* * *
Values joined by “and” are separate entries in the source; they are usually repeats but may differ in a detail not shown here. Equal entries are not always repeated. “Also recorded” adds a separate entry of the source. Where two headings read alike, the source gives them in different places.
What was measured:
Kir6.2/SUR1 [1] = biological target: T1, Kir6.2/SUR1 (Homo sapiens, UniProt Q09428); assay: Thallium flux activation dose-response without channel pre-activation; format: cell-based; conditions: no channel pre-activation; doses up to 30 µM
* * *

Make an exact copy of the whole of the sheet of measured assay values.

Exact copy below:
Values joined by “and” are separate entries in the source; they are usually repeats but may differ in a detail not shown here. Equal entries are not always repeated. “Also recorded” adds a separate entry of the source. Where two headings read alike, the source gives them in different places.
What was measured:
Kir6.2/SUR1 [1] = biological target: T1, Kir6.2/SUR1 (Homo sapiens, UniProt Q09428); assay: Thallium flux activation dose-response without channel pre-activation; format: cell-based; conditions: no channel pre-activation; doses up to 30 µM